Frozen Water Everywhere But Not A Drop To Drink
Cold, it was always cold. The Water Expedition had marched one-hundred days across the alien tundra. Dark clouds rolled in like waves, the wind howled, while ice particles nipped at their faces. There was ice all around them but it was cloudy and full of cryo-bacteria; not the clear ice of fresh water. They felt weak and drained from their long march with rationed food and water. Though their supplies were running low they marched on, praying that the glaciers before them were clear. If they could not find that Stone of Life then the colony on Pluto would die.
Title: Once upon a time.
For this unique moment in time we are here together.
Take this time and hold it close to you.
Dismiss your prejudices and reflect; for am I not here before you naked and defenceless.
Take a long steady look, do not shy away. Now tell me. What is it you see?
Are you listening to me, really listening? What is it you hear?
Sniff. Sniff deeply. What is it you smell?
Touch me. Go on touch me. What is it you feel?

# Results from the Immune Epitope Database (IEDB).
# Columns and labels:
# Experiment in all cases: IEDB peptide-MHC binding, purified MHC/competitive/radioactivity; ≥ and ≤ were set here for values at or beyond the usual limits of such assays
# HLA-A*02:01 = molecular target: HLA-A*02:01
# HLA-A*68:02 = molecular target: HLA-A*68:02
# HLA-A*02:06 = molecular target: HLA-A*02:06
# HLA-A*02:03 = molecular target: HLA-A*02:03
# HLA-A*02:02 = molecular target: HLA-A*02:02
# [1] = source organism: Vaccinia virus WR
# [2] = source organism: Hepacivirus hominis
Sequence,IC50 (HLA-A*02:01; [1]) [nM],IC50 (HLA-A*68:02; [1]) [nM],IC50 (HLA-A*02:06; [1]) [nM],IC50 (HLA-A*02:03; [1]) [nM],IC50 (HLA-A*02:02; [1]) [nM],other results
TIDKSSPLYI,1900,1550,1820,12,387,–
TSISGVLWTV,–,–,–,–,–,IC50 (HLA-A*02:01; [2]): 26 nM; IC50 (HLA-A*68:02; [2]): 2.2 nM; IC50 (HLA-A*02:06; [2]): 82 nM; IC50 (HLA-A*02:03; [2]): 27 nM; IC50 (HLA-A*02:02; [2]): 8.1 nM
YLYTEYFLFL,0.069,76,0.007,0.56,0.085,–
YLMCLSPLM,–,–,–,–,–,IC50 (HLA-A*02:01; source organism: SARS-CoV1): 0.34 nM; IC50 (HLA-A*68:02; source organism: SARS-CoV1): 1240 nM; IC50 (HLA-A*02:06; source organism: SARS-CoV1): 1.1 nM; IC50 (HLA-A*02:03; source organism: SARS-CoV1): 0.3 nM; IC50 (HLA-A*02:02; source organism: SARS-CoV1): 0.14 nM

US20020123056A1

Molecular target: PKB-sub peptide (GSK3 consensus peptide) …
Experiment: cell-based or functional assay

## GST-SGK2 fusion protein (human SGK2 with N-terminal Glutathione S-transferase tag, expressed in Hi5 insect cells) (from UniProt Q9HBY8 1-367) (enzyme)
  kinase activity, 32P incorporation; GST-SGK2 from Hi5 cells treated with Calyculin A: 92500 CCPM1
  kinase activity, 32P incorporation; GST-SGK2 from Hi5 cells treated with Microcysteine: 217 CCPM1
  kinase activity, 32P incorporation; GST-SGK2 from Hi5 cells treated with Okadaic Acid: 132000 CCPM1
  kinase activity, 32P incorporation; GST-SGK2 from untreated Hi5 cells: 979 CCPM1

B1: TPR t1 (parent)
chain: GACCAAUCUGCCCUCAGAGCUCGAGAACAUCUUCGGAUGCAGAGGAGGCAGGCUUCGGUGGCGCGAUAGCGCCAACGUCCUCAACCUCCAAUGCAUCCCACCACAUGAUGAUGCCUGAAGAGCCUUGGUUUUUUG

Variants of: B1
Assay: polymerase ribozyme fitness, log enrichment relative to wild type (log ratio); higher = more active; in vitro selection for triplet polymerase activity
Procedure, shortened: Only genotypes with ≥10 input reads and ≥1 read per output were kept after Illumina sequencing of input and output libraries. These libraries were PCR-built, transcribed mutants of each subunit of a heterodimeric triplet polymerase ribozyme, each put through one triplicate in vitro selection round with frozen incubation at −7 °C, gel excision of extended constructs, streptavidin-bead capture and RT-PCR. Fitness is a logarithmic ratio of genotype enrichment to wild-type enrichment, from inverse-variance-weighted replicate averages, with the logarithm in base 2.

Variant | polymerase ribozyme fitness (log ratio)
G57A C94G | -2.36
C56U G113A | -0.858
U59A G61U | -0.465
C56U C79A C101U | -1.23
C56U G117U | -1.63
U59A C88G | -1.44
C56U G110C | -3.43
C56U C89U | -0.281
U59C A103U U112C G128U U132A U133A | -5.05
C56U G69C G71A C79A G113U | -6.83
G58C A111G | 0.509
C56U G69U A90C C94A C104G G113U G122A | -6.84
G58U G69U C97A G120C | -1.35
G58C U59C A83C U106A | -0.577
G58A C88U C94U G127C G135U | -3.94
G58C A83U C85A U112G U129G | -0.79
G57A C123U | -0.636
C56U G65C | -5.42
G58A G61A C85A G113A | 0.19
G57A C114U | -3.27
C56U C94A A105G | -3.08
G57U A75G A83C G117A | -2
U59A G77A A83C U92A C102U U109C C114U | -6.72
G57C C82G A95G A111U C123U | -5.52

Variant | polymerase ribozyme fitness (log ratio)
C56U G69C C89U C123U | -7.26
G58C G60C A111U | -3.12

Now let go. For in the circumference of time.
I have been a snowflake and will be again.
It broke off before anyone knew it had cracked.
The sharp sound filled an emptiness that landed on deaf ears.
The fall was padded,
But the jagged edges left behind,
the connections to its ultimate life force,
were as inconceivable as the depths of the sea.
Inching away in increments a snail could easily surpass,
it distanced itself
to a place of solitary confinement.
It had grown smaller, yes,
but the edges which once aligned with its other half
had begun to melt away,
so that one day
it would be completely smooth,
foregoing its former partner.
The thin edge of the paper slices the tip of my finger, but I continue so that blood paints a hole where an eye might have been. I place the frozen swan on the window sill, bloody socket on display.